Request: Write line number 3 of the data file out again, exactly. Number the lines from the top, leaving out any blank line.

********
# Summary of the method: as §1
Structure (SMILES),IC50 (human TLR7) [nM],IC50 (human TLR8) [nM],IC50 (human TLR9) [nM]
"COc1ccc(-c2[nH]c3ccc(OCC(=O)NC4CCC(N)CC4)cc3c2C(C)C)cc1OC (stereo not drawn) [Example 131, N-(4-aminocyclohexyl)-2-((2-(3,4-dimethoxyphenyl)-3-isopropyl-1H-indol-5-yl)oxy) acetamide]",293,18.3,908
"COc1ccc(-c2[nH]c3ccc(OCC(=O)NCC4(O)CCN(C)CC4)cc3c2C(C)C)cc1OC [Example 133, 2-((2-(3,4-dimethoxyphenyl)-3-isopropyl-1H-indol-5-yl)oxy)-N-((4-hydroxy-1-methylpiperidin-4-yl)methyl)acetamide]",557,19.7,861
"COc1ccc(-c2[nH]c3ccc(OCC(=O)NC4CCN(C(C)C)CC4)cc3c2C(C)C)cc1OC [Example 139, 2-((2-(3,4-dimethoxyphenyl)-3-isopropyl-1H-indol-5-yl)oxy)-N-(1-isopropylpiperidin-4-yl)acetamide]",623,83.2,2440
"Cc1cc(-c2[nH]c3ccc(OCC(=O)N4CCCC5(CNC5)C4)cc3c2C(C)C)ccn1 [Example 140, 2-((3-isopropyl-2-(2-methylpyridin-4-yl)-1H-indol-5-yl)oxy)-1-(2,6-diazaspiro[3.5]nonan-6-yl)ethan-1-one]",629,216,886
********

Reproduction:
"COc1ccc(-c2[nH]c3ccc(OCC(=O)NC4CCC(N)CC4)cc3c2C(C)C)cc1OC (stereo not drawn) [Example 131, N-(4-aminocyclohexyl)-2-((2-(3,4-dimethoxyphenyl)-3-isopropyl-1H-indol-5-yl)oxy) acetamide]",293,18.3,908